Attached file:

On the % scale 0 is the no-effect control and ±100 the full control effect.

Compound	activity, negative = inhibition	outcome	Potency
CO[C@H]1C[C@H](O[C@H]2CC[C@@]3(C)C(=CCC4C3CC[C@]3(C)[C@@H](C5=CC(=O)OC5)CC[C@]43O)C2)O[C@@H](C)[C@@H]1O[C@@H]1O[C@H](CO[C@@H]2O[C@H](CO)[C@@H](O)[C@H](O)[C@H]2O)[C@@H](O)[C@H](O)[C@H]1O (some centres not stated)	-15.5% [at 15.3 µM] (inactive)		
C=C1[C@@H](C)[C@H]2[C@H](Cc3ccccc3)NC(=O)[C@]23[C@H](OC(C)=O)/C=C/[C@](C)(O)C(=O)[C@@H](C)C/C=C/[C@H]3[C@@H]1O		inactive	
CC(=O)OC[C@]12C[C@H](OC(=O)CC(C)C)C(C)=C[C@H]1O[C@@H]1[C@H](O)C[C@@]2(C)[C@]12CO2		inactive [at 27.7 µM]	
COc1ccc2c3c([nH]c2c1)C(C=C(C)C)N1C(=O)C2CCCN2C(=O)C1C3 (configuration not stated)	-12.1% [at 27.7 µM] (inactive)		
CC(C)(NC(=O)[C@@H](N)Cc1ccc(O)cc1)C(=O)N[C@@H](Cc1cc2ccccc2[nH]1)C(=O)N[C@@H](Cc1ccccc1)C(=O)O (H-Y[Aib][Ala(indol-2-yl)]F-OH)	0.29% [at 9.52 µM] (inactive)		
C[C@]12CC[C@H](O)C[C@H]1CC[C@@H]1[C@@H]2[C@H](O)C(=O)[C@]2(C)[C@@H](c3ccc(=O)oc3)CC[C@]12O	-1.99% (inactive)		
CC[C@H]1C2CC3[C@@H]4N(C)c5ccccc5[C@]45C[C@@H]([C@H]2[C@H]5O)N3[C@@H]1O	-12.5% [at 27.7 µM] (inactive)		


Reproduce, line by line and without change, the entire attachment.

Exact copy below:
On the % scale 0 is the no-effect control and ±100 the full control effect.

Compound	activity, negative = inhibition	outcome	Potency
CO[C@H]1C[C@H](O[C@H]2CC[C@@]3(C)C(=CCC4C3CC[C@]3(C)[C@@H](C5=CC(=O)OC5)CC[C@]43O)C2)O[C@@H](C)[C@@H]1O[C@@H]1O[C@H](CO[C@@H]2O[C@H](CO)[C@@H](O)[C@H](O)[C@H]2O)[C@@H](O)[C@H](O)[C@H]1O (some centres not stated)	-15.5% [at 15.3 µM] (inactive)		
C=C1[C@@H](C)[C@H]2[C@H](Cc3ccccc3)NC(=O)[C@]23[C@H](OC(C)=O)/C=C/[C@](C)(O)C(=O)[C@@H](C)C/C=C/[C@H]3[C@@H]1O		inactive	
CC(=O)OC[C@]12C[C@H](OC(=O)CC(C)C)C(C)=C[C@H]1O[C@@H]1[C@H](O)C[C@@]2(C)[C@]12CO2		inactive [at 27.7 µM]	
COc1ccc2c3c([nH]c2c1)C(C=C(C)C)N1C(=O)C2CCCN2C(=O)C1C3 (configuration not stated)	-12.1% [at 27.7 µM] (inactive)		
CC(C)(NC(=O)[C@@H](N)Cc1ccc(O)cc1)C(=O)N[C@@H](Cc1cc2ccccc2[nH]1)C(=O)N[C@@H](Cc1ccccc1)C(=O)O (H-Y[Aib][Ala(indol-2-yl)]F-OH)	0.29% [at 9.52 µM] (inactive)		
C[C@]12CC[C@H](O)C[C@H]1CC[C@@H]1[C@@H]2[C@H](O)C(=O)[C@]2(C)[C@@H](c3ccc(=O)oc3)CC[C@]12O	-1.99% (inactive)		
CC[C@H]1C2CC3[C@@H]4N(C)c5ccccc5[C@]45C[C@@H]([C@H]2[C@H]5O)N3[C@@H]1O	-12.5% [at 27.7 µM] (inactive)		